Most of the adults nearly went mad at the sight of the White Cliffs of Dover but at that time they did not mean much to me, although I dare say I too, would be more thrilled now. We came into the Thames on Sunday and anchored there until next morning. It was a typical English day, grey skies and drizzly rain, although it was summer, the so say sunny month of June, giving us anything but a cheery welcome, and it seems to me it has been drizzling ever since. We docked at Tilbury at breakfast time the next morning. The adults were too excited to eat but I sat solidly though each course, seeing no reason why I should miss a good breakfast just because we had arrived at England.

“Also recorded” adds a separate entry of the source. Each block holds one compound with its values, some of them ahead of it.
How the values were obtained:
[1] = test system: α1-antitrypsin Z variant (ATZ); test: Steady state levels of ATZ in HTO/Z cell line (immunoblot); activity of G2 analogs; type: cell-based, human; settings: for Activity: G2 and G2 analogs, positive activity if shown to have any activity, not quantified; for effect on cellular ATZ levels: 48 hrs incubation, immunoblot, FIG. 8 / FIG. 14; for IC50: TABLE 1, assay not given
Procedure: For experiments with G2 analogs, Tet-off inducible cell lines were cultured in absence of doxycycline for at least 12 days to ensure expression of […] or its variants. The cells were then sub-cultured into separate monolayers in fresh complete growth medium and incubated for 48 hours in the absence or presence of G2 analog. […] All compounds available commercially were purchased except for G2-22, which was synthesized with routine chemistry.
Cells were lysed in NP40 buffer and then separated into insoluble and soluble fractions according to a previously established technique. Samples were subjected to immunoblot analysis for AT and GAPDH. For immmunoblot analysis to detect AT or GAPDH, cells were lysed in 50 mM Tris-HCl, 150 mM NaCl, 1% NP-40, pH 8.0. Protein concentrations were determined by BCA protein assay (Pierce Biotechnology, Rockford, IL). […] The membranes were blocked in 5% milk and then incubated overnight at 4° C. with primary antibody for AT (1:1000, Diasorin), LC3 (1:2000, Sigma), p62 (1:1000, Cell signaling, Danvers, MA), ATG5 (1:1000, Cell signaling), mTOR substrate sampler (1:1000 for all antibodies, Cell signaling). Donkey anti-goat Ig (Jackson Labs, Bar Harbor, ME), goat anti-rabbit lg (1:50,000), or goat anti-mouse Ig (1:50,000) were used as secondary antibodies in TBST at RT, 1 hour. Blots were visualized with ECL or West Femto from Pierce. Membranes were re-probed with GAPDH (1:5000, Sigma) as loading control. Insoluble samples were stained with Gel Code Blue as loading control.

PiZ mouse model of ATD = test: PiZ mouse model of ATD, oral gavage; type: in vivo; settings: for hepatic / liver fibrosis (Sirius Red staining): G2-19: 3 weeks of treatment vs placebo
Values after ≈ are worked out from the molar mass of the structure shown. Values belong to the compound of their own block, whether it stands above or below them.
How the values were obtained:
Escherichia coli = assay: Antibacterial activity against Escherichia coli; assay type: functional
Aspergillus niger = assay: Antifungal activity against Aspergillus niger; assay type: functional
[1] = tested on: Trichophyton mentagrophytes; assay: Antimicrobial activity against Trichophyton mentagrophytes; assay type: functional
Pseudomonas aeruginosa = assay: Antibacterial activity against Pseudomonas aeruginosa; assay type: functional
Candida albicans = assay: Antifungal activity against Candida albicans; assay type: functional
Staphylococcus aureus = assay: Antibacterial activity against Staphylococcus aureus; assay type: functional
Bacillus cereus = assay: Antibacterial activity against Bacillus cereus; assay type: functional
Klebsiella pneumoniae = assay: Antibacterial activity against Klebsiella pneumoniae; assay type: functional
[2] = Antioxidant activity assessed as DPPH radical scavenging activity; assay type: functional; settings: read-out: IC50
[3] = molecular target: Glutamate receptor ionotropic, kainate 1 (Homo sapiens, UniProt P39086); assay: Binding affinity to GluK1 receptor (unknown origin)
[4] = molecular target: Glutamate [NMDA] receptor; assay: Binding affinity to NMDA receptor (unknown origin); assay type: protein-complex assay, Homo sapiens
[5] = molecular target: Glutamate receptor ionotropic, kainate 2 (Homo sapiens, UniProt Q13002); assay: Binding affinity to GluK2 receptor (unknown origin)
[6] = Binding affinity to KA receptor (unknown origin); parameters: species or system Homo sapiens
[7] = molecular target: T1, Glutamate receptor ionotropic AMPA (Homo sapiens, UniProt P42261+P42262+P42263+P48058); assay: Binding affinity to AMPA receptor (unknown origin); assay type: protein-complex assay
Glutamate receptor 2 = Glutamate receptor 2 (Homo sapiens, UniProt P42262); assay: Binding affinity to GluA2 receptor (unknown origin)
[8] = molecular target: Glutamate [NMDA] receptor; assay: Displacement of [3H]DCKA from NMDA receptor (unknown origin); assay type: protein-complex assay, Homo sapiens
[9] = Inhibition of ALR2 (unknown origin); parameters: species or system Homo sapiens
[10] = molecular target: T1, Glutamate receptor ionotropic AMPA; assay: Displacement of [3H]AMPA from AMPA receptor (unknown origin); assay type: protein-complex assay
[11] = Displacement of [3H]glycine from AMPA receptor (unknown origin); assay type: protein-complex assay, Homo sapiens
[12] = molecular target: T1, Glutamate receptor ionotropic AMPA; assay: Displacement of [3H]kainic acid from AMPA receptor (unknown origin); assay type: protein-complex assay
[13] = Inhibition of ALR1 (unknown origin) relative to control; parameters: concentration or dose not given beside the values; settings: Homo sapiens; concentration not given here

My siblings and I grew up with these tales and I recall her telling us that during the fire on the boat, she was very concerned that her teddy might get burnt. She didn’t consider the rest of her parents’ belongings. She also recalled someone died on board and had a burial at sea. She was very keen to go and see what happened but her mother was quite shocked and said children would not be at the service, Afterwards she learnt that many of the children aboard did go and was furious at having had to miss it. She celebrated her tenth birthday on board but I don't know whether this was really celebrated in any way.
My mother died just over four years ago and I greatly miss not being able to tell her about my experience of living in the country of her birth and asking her more questions about hers. So many questions.